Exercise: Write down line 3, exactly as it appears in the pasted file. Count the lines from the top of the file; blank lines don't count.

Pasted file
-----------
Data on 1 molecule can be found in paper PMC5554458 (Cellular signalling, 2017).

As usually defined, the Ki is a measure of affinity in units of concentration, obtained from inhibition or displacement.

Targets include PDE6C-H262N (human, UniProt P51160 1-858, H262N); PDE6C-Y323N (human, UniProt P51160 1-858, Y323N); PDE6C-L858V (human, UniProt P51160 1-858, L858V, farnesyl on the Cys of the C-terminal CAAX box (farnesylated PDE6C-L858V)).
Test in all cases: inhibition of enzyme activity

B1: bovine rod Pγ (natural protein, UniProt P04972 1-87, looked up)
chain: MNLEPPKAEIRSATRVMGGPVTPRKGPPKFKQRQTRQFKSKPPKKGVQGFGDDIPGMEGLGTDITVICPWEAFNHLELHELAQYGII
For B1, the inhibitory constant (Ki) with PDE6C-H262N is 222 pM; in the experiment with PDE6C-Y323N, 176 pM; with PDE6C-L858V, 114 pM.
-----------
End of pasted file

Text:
Targets include PDE6C-H262N (human, UniProt P51160 1-858, H262N); PDE6C-Y323N (human, UniProt P51160 1-858, Y323N); PDE6C-L858V (human, UniProt P51160 1-858, L858V, farnesyl on the Cys of the C-terminal CAAX box (farnesylated PDE6C-L858V)).